By January 1968, despite an influx of half a million American troops, the fighting in Vietnam seemed to be at a stalemate.Yet General William Westmoreland, commander of American forces, announced a new phase of the war in which ‘the end begins to come into view.’ The North Vietnamese had different ideas. In mid-1967, the leadership in Hanoi had started planning an offensive intended to win the war in a single stroke. Part military action and part popular uprising, the Tet Offensive included attacks across South Vietnam, but the most dramatic and successful would be the capture of Hue, the country’s cultural capital. At 2:30 a.m. on January 31, 10,000 National Liberation Front troops descended from hidden camps and surged across the city of 140,000. By morning, all of Hue was in Front hands save for two small military outposts. The commanders in country and politicians in Washington refused to believe the size and scope of the Front’s presence. Captain Chuck Meadows was ordered to lead his 160-marine Golf Company against thousands of enemy troops in the first attempt to re-enter Hue later that day. After several futile and deadly days, Lieutenant Colonel Ernie Cheatham would finally come up with a strategy to retake the city, block by block and building by building, in some of the most intense urban combat since World War II. With unprecedented access to war archives in the U.S. and Vietnam and interviews with participants from both sides, Bowden narrates each stage of this crucial battle through multiple points of view. Played out over twenty-four days of terrible fighting and ultimately costing 10,000 combatant and civilian lives, the Battle of Hue was by far the bloodiest of the entire war. When it ended, the American debate was never again about winning, only about how to leave. In Hue 1968, Bowden masterfully reconstructs this pivotal moment in the American war in Vietnam.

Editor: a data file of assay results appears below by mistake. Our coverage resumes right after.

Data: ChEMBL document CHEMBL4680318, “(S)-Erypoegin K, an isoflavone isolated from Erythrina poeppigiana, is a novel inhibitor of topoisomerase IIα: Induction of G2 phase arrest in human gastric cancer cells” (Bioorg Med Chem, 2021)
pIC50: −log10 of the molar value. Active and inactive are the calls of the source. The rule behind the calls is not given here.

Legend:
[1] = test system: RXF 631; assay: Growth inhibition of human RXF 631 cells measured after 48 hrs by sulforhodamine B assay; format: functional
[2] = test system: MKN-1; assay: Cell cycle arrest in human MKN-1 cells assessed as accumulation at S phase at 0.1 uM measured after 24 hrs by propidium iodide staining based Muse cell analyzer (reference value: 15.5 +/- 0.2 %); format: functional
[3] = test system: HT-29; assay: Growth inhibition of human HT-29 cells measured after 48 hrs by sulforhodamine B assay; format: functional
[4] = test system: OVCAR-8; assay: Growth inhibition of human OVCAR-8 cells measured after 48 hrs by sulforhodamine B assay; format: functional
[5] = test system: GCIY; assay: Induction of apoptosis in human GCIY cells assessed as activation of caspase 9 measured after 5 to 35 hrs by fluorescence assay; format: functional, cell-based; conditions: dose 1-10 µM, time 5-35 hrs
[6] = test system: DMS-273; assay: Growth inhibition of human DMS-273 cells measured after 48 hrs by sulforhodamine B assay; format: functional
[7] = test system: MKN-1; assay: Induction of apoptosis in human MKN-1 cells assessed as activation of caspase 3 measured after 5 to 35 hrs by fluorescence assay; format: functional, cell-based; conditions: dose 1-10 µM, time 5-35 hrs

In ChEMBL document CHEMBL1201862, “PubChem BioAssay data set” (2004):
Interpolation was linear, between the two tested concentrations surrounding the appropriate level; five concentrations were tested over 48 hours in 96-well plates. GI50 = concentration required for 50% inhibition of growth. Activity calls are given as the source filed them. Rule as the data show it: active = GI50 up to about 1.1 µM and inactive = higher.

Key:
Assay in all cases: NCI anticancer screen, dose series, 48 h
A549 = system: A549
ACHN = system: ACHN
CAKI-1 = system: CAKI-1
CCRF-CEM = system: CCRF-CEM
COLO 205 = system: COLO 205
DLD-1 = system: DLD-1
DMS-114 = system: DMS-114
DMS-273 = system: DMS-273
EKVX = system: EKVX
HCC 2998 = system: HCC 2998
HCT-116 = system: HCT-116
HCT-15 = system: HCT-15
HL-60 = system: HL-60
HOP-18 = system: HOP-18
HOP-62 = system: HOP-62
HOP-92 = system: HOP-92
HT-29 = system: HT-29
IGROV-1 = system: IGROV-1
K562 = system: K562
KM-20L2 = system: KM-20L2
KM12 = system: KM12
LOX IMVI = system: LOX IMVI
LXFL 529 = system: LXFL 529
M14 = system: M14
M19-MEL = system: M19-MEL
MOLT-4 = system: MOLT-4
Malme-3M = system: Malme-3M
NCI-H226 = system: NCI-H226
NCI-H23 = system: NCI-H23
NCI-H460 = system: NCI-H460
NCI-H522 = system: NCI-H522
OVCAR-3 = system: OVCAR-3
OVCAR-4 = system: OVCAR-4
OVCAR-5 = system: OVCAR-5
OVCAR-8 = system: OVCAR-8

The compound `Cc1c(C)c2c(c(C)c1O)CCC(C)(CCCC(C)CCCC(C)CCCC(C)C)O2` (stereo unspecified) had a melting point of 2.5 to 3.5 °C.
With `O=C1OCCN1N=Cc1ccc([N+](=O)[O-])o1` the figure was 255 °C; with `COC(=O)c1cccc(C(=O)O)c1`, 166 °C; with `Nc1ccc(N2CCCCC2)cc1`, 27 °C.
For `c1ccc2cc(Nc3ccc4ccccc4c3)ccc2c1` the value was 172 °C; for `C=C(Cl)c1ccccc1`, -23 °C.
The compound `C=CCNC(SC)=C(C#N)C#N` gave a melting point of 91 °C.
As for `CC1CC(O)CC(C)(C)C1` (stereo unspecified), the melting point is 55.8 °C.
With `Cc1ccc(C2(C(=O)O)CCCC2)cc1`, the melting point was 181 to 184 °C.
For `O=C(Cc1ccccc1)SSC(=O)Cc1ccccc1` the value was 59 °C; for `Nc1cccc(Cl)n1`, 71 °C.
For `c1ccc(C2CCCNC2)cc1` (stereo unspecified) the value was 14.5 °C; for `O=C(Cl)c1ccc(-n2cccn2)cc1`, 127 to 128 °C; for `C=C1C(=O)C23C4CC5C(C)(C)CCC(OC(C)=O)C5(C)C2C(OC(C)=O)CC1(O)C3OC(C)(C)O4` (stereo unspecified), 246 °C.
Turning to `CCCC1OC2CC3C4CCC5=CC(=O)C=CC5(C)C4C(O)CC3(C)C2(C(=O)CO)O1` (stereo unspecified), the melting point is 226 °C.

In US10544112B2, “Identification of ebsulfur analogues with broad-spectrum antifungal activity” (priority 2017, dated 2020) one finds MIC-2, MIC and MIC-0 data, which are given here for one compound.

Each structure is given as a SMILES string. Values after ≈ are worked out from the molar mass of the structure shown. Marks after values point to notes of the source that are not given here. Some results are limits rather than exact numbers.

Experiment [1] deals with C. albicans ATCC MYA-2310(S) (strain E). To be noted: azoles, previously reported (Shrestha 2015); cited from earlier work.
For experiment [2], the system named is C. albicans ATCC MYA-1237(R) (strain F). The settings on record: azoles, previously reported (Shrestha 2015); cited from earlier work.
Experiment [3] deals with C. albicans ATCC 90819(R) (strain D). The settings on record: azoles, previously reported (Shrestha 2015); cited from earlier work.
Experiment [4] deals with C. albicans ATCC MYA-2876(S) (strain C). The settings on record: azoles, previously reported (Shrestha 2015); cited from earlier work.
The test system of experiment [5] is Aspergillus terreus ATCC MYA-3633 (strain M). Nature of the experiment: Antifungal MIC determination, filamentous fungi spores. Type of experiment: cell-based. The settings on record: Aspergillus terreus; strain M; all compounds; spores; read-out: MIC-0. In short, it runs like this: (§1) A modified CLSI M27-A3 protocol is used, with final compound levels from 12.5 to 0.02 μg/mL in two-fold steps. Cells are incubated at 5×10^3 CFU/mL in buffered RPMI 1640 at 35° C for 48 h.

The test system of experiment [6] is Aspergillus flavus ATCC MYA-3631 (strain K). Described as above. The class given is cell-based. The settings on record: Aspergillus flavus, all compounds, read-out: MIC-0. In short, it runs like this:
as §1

Meticulously analytical… excellent… gives us the clearest picture yet of what happened in Vietnam * USA Today * Hue 1968 is a meticulous and vivid retelling of an important battle. * New York Times * An extraordinary feat of journalism… To understand what it is to be human, you must understand war, which is unique to our species. In Hue 1968, we read about humanity placed in a crucible, out of which comes both refined steel and slag. Here the best and worst of human behaviour is exposed in glaring light. — Karl Marlantes * Wall Street Journal * Bowden tells this story with a power and a wealth of detail that no previous history of this offensive has approached – this is another instantly-recognizable classic of military history. * Christian Science Monitor * Hue 1968 is, by far, the most comprehensive (and balanced) coverage on this battle I’ve seen. — Brigadier General Mike Downs, USMC (ret.) Hue 1968 unravels one of the great mysteries of our time… Did the Battle of Hue end up as a victory or defeat? The answer depends on who’s asking and who’s telling. Bowden takes on both roles and does it well. — Lieutenant Colonel Charles A. Krohn (ret.), author of THE LOST BATTALION OF TET This book is a tragic tale of misunderstanding but also one of great heroism and sacrifice by those who fought in the streets of Hue and in the nearby rice paddies and villages. — Brigadier General Howard T. Prince II, USMC (ret.), Commanding Officer, Bravo Company, 5/7 Cavalry, 1968 There is no more complete, accurate and detailed book. It reads like a novel even though is it made up almost exclusively of very personal accounts. — John Wear, president of the USMC Vietnam Tankers Association